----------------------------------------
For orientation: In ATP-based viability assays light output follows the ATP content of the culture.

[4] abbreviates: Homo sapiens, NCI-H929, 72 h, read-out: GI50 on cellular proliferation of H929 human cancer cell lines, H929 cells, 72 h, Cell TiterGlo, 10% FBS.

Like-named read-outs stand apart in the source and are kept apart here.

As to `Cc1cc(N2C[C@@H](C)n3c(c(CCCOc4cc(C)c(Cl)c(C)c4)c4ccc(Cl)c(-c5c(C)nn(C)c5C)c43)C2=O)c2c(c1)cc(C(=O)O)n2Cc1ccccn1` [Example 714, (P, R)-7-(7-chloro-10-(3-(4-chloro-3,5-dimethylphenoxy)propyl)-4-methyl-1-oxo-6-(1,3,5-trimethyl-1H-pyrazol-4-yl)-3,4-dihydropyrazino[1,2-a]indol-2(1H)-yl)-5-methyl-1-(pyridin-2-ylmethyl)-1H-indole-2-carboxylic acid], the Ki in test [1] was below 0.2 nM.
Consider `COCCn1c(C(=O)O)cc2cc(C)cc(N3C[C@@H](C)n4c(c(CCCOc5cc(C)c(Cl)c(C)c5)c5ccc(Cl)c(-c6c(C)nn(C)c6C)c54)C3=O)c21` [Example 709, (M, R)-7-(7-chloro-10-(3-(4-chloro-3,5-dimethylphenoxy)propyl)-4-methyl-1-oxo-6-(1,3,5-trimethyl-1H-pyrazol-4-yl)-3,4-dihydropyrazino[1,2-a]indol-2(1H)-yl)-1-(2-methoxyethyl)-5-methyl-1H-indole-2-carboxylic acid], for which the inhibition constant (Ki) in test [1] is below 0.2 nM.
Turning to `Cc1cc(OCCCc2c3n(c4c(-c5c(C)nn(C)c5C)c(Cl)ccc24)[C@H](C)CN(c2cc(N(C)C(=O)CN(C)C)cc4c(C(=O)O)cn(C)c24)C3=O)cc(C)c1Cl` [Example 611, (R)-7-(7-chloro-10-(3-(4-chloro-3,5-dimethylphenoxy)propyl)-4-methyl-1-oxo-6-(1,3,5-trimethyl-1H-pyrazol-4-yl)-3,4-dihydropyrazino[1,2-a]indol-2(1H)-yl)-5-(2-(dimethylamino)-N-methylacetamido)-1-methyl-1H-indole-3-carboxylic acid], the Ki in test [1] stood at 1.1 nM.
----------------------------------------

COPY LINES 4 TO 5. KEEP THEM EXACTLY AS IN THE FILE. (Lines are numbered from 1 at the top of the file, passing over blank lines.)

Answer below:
As to `Cc1cc(N2C[C@@H](C)n3c(c(CCCOc4cc(C)c(Cl)c(C)c4)c4ccc(Cl)c(-c5c(C)nn(C)c5C)c43)C2=O)c2c(c1)cc(C(=O)O)n2Cc1ccccn1` [Example 714, (P, R)-7-(7-chloro-10-(3-(4-chloro-3,5-dimethylphenoxy)propyl)-4-methyl-1-oxo-6-(1,3,5-trimethyl-1H-pyrazol-4-yl)-3,4-dihydropyrazino[1,2-a]indol-2(1H)-yl)-5-methyl-1-(pyridin-2-ylmethyl)-1H-indole-2-carboxylic acid], the Ki in test [1] was below 0.2 nM.
Consider `COCCn1c(C(=O)O)cc2cc(C)cc(N3C[C@@H](C)n4c(c(CCCOc5cc(C)c(Cl)c(C)c5)c5ccc(Cl)c(-c6c(C)nn(C)c6C)c54)C3=O)c21` [Example 709, (M, R)-7-(7-chloro-10-(3-(4-chloro-3,5-dimethylphenoxy)propyl)-4-methyl-1-oxo-6-(1,3,5-trimethyl-1H-pyrazol-4-yl)-3,4-dihydropyrazino[1,2-a]indol-2(1H)-yl)-1-(2-methoxyethyl)-5-methyl-1H-indole-2-carboxylic acid], for which the inhibition constant (Ki) in test [1] is below 0.2 nM.